Missing and Zeroing
Let’s be honest - we all miss (even if we take great care not to). I remember telling that most experienced of hunters, Paul Roberts, about someone - a well known figure in the shooting world - who claimed never to have missed a wild boar, Paul’s pithy answers was: “well, he’s not shot many then.” Amen to that. Now, let me own up, I missed a roe doe the other day. It does not happen to me often - I try to take care - but, if you shoot a lot it will happen on occasion. Happily, I did not wound the beast in question, and connected with the next shot (from a lever action Sako), and took another with the third (all courtesy of my pal Fred Ward of the excellent Sika Deer Unit in Dorset).
The first miss set my mind racing, though. What on went wrong? The shot was perfectly in line with the shoulder but high. The range was no more than 130 yards. The beast, however, was on low ground, and I was aiming down. This has some very slight ballistic effect - when you shoot down (or up) hill bullets tend to shoot a fraction high because they are not fighting gravity to quite the same extent (effects become more significant at long range with slow, heavy, bullets and very steep angles).
There is also a psychological effect that comes into play when you aim below the horizontal. There is natural reluctance to go down far enough in my experience. It’s as if there is an invisible hand pushing your barrel up. Then we come to the really important question of zero. I had my rifle zeroed a little high at 50 yards - printing about 1” high. This was a bit too high, but, critically, it was in my head - the psychological factor again.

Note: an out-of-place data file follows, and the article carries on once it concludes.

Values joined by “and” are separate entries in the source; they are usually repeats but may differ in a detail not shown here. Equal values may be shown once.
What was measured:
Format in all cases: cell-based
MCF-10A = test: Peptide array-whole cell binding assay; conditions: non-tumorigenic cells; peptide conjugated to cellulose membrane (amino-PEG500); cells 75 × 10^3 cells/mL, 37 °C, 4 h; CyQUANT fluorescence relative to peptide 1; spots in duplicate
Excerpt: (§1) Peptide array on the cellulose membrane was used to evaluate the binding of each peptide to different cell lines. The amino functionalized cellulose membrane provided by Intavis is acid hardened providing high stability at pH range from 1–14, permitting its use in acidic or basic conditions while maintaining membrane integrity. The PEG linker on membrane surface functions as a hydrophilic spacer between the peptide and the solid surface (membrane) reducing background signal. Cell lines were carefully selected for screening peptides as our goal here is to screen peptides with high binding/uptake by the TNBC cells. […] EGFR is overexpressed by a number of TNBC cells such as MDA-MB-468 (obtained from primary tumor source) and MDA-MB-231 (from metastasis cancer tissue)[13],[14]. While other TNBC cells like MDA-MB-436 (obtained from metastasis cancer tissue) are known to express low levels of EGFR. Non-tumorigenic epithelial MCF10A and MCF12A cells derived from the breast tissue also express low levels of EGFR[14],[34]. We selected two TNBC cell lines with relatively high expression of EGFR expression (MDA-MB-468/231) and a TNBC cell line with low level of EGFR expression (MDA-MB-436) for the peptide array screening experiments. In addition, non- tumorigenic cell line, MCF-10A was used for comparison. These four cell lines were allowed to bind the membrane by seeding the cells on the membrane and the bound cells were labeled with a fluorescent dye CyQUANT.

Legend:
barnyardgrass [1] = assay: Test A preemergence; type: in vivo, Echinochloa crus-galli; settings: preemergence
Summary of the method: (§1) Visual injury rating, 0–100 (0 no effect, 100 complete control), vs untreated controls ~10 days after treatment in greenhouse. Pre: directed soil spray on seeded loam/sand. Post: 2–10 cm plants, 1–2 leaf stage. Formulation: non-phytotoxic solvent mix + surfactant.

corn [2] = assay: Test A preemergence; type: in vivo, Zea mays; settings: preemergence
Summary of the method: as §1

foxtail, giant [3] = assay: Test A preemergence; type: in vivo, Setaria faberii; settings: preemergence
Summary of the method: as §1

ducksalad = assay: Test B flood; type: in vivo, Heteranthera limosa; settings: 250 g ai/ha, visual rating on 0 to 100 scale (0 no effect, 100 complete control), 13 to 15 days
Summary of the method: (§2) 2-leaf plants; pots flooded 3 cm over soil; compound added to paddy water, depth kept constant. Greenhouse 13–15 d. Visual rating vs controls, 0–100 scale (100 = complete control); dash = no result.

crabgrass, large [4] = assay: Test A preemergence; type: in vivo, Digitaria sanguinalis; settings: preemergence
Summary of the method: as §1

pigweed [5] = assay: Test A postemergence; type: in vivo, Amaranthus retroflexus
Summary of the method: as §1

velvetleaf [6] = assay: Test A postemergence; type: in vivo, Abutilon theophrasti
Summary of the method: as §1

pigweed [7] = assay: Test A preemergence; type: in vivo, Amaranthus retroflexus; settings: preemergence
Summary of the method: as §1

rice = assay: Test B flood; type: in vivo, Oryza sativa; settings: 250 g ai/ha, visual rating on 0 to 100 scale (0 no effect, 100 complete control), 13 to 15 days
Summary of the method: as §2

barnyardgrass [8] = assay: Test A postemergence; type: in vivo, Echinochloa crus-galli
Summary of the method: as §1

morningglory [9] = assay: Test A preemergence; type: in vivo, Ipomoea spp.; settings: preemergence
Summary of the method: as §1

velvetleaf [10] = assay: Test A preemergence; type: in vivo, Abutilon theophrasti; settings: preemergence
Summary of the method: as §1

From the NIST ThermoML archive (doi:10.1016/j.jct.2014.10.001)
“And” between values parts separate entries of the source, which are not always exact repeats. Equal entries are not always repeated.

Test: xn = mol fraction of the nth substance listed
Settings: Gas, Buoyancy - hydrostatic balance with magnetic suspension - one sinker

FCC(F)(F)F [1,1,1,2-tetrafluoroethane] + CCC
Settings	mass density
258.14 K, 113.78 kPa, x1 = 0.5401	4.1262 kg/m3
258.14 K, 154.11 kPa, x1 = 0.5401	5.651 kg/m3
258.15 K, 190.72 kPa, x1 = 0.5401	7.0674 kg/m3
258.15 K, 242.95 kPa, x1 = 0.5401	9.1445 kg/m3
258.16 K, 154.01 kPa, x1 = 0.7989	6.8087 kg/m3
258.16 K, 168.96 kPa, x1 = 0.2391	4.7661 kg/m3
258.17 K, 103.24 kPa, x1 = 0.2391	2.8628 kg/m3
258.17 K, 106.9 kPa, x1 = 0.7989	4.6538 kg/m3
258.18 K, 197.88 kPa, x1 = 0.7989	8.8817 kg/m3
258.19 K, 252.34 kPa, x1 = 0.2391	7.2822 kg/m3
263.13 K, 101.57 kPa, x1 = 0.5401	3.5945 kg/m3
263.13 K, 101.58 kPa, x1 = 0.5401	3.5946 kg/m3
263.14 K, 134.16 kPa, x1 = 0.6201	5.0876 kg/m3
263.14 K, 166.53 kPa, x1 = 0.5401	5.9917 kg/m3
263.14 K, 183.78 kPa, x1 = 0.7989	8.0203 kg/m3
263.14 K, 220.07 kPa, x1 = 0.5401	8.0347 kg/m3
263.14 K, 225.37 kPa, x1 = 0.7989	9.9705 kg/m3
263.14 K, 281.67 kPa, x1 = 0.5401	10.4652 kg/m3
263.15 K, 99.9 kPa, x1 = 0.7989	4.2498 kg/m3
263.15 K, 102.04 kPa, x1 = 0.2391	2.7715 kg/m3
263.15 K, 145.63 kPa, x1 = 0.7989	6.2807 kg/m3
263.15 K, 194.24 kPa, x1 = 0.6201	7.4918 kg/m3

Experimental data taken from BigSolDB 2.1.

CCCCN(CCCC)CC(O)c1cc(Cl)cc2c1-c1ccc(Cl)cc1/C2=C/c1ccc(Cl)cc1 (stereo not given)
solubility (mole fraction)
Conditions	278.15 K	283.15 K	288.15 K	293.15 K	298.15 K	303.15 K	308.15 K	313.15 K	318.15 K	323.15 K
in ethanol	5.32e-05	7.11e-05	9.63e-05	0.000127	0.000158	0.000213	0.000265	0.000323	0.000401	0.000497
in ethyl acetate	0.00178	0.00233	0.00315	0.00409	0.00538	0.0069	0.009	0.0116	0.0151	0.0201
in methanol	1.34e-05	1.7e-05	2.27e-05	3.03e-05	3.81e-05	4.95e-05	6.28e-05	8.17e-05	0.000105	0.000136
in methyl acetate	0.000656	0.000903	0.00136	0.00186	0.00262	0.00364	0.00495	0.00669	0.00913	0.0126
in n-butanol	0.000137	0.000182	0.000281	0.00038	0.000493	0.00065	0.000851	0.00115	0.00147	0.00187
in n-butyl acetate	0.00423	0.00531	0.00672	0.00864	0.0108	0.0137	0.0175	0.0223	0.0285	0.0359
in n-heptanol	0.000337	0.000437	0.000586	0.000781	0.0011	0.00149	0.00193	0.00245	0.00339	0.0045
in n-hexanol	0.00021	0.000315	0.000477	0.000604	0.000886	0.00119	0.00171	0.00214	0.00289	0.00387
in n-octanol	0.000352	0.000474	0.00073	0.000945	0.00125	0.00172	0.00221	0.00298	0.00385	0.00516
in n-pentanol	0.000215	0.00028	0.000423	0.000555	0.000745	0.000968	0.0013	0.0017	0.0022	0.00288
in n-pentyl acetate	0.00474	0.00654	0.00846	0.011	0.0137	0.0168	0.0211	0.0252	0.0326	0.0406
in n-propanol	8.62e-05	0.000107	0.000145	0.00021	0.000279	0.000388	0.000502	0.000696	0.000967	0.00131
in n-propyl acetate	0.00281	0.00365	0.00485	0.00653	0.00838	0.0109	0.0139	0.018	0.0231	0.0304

One must have absolute confidence in one’s zero (and the accuracy potential of one’s rifle). I will come back to zeroing, but I will also note a comment of our editor - and a rather wise one: “you know, If I ever miss, it is usually because I was not sufficiently focussed on the beast, perhaps because something or someone has distracted me. If you are not hard focussed on the point you want the bullet to strike [and we are assuming the use of optical sights] if the beast is a brown blob, rather than well defined, you are inviting failure.”
My roe was not the focus of sufficient attention and the reason was that my mind had wandered back to the gun because I was worried about the gun. O.K. let’s return to that subject of zero. The first thing to say is become aware and understand exactly what your bullet does at different ranges. It is not just about calibre, but about BE (Ballistic Coefficient) and bullet weight as well (and charge of course). Keeping it simple, though, check your zero regularly. Guns get knocked, screws come lose and guns that were spot wander off the mark.
If you zero a .308 firing a 155 grain bullet at 2,700 fps at 100 yards (the ideal) to shoot 1“ high, it will be 2” low at 200 yards. This means that you will not need to aim off at all practically speaking. If you cannot find a 100 yard zero range, you may zero at 25 or 50 yards. In those cases, you will need to be .4” low at 25 and .4” high at 50. This will still give you your 1” high zero at 100 as well. The bullet crosses your sight line precisely a 36 and 165 yards. The 1” zero at 100, means, practically speaking you can forget about point of impact inside 200 yards (the sensible limit for prudent lowland stalkers). That’s the theory.